University of Houston Cullen College of Engineering


PHOTOS: Cullen College Bids Farewell to Long-Time PROMES Director

Printer-friendly versionSend by emailPDF version


Melanie Ziems
Zerda embraces John Matthews, PROMES Program Manager
Zerda embraces John Matthews, PROMES Program Manager

Long time PROMES director Kathy Zerda passed the reigns last Friday to Diana de la Rosa-Pohl, and students, staff and faculty gathered to wish her well in retirement.

Zerda served as PROMES program director for nearly 10 years, leading the program to new heights and overseeing the evolution of the group to what it is today: a support system and community for undergraduate students throughout the Cullen College of Engineering.

PROMES, or the Program for Mastery in Engineering Studies, was established at the University of Houston in 1974 for the recruitment, retention, and academic development of Hispanic, African American, and Native American students in the Cullen College of Engineering. Today PROMES is open to all students in the college, and its mission is to provide a positive learning environment that supports the needs of undergraduate students.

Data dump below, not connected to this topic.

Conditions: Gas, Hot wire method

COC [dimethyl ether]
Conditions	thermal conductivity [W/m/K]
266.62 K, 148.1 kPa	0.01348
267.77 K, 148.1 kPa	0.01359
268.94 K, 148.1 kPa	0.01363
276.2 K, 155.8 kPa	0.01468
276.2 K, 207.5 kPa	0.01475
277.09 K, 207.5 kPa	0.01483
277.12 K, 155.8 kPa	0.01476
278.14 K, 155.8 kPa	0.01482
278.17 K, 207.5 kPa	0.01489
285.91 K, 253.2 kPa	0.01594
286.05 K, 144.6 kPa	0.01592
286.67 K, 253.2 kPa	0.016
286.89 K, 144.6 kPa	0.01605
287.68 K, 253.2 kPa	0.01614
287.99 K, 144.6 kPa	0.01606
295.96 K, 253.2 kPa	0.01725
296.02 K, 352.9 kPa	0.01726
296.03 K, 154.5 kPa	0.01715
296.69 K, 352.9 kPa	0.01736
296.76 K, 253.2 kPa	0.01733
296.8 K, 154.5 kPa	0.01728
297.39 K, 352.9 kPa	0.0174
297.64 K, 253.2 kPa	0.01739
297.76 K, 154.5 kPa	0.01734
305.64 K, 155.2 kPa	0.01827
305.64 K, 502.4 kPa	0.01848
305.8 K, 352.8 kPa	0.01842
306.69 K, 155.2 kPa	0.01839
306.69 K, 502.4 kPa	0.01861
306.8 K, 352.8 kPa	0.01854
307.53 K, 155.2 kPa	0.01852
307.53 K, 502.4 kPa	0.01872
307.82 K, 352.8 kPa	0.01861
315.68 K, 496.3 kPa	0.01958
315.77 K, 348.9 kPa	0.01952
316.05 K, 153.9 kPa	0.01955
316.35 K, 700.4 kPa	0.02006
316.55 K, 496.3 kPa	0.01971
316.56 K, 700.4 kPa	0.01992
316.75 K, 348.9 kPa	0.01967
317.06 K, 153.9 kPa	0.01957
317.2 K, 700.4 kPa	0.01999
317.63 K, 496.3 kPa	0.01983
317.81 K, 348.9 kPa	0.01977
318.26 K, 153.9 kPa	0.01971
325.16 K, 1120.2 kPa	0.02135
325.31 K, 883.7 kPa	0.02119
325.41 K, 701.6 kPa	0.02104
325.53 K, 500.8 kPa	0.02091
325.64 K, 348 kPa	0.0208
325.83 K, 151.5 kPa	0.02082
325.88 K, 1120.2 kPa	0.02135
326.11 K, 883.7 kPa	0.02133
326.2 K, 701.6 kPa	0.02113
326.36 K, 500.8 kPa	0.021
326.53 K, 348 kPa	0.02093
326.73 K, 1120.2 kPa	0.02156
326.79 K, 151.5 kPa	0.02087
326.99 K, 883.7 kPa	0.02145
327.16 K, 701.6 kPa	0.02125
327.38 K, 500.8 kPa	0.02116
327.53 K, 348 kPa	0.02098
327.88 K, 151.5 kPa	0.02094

De la Rosa-Pohl has served as a lecturer in the Cullen College’s department of electrical and computer engineering for over 10 years. Since 2003, she has won two awards from the college for excellence in teaching and played a central role in developing the curriculum for the Honors Engineering Program.

Click here to view the pictures from Zerda’s retirement celebration.


Related News Stories

VIDEO: Giving a Hand to Those in Need: Two UH Undergrads Share Their Gifts

8-year-old Rafael tries on pieces of his gift - a new hand from UH students

On a Wednesday evening in November, Maria Sanchez sits quietly weeping inside a private room on the first floor of the University of Houston M.D. Anderson library.

"My baby just held a cell phone with his left hand," she allows, as the tears continue to stream.

Might not seem tear-worthy to most, but her baby is 8-year-old Rafael. Likely born with a form of symbrachydactyly, Rafael’s fingers never formed in utero, leaving him with only a tiny fist-like hand.